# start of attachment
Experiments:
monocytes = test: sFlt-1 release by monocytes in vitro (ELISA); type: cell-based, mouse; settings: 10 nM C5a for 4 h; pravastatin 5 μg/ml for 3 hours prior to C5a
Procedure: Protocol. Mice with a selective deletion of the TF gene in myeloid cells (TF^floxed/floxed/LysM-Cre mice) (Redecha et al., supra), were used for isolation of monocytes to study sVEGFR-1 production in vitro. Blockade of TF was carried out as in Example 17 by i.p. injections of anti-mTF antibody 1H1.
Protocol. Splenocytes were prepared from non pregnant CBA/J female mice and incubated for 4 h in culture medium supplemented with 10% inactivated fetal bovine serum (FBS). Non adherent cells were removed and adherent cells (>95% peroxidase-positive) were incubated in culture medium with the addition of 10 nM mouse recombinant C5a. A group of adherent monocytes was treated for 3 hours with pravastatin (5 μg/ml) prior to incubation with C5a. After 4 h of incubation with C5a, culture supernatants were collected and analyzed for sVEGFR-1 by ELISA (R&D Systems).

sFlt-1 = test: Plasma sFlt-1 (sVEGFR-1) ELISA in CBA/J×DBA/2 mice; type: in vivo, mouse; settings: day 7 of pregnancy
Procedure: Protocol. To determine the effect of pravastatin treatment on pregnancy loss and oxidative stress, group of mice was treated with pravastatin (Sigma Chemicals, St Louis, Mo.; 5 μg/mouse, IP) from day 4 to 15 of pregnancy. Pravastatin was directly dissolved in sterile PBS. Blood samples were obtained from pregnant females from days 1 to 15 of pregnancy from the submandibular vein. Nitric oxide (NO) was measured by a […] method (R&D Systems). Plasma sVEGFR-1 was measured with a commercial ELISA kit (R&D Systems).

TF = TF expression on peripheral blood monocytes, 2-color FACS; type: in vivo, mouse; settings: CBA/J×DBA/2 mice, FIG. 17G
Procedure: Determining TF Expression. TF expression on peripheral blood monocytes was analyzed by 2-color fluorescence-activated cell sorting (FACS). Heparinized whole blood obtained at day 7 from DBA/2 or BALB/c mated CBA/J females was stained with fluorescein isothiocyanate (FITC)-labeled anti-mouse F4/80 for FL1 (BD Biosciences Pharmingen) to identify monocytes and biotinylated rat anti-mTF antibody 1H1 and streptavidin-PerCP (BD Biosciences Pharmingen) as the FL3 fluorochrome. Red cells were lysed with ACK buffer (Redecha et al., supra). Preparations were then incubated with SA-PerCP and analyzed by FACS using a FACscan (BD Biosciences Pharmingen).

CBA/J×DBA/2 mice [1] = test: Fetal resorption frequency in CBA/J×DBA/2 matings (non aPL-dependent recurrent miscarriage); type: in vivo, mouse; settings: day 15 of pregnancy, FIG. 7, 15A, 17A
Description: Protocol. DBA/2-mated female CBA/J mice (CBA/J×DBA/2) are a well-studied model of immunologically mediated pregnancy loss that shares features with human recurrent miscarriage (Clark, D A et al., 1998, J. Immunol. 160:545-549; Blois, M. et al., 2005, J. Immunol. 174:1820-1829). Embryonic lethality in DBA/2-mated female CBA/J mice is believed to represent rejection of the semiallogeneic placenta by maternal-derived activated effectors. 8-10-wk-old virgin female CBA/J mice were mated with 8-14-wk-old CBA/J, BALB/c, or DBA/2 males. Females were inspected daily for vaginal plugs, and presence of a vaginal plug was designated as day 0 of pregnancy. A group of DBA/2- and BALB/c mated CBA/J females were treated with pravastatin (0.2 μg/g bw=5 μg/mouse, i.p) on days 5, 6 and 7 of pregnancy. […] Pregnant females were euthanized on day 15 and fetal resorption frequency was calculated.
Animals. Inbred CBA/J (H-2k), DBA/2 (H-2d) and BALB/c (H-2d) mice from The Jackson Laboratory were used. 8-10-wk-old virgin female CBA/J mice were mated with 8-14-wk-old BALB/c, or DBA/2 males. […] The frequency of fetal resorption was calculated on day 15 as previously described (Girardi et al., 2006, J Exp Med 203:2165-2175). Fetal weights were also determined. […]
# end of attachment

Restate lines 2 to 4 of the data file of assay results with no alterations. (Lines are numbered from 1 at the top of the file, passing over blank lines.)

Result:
monocytes = test: sFlt-1 release by monocytes in vitro (ELISA); type: cell-based, mouse; settings: 10 nM C5a for 4 h; pravastatin 5 μg/ml for 3 hours prior to C5a
Procedure: Protocol. Mice with a selective deletion of the TF gene in myeloid cells (TF^floxed/floxed/LysM-Cre mice) (Redecha et al., supra), were used for isolation of monocytes to study sVEGFR-1 production in vitro. Blockade of TF was carried out as in Example 17 by i.p. injections of anti-mTF antibody 1H1.
Protocol. Splenocytes were prepared from non pregnant CBA/J female mice and incubated for 4 h in culture medium supplemented with 10% inactivated fetal bovine serum (FBS). Non adherent cells were removed and adherent cells (>95% peroxidase-positive) were incubated in culture medium with the addition of 10 nM mouse recombinant C5a. A group of adherent monocytes was treated for 3 hours with pravastatin (5 μg/ml) prior to incubation with C5a. After 4 h of incubation with C5a, culture supernatants were collected and analyzed for sVEGFR-1 by ELISA (R&D Systems).